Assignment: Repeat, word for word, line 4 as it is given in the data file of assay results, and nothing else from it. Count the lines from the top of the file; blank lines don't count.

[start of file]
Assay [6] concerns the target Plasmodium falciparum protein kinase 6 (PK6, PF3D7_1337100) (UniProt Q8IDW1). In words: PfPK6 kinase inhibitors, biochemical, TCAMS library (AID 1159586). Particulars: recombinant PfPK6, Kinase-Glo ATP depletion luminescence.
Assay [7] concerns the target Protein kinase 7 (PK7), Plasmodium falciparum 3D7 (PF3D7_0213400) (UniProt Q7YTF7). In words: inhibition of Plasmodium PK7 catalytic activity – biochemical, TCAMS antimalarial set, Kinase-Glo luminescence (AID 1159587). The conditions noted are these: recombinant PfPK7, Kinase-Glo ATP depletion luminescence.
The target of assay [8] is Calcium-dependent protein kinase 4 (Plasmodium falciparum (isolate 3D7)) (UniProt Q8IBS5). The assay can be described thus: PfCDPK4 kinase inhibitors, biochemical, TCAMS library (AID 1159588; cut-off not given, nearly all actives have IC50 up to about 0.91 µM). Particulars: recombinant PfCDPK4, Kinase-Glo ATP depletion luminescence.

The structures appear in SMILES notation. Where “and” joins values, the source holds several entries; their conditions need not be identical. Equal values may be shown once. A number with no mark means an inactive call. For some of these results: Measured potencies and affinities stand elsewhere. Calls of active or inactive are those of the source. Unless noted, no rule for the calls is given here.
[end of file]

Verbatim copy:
The structures appear in SMILES notation. Where “and” joins values, the source holds several entries; their conditions need not be identical. Equal values may be shown once. A number with no mark means an inactive call. For some of these results: Measured potencies and affinities stand elsewhere. Calls of active or inactive are those of the source. Unless noted, no rule for the calls is given here.